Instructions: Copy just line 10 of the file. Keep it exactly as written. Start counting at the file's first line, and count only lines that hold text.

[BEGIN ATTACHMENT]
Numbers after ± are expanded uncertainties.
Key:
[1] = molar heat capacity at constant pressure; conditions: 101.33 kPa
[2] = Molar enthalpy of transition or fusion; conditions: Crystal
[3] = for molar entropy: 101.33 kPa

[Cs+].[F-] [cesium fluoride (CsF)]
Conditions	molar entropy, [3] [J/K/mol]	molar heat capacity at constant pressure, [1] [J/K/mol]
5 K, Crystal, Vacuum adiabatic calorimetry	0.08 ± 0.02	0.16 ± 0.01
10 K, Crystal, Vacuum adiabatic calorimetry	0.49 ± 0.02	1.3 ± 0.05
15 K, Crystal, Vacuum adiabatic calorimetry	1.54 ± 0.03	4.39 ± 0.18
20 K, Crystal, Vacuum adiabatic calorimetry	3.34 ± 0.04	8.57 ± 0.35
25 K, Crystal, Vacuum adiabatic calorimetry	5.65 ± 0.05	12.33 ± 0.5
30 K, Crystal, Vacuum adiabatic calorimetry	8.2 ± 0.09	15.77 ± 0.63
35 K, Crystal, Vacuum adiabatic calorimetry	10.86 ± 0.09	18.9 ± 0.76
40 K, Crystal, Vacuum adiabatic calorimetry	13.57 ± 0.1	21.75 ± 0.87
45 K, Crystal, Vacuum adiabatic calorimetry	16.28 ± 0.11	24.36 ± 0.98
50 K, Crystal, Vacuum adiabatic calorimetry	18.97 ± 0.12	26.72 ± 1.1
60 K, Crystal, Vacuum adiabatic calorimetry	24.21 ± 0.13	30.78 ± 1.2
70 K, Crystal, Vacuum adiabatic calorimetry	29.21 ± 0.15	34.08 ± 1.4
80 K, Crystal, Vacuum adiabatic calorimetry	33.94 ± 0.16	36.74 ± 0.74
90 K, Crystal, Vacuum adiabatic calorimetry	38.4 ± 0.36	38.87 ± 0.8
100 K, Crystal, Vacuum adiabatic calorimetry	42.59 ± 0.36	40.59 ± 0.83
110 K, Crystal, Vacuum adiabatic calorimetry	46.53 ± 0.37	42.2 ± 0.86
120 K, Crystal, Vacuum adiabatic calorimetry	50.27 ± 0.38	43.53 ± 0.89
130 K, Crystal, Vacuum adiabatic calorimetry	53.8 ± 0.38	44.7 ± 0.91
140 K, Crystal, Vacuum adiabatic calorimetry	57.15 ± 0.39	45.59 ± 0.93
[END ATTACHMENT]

15 K, Crystal, Vacuum adiabatic calorimetry	1.54 ± 0.03	4.39 ± 0.18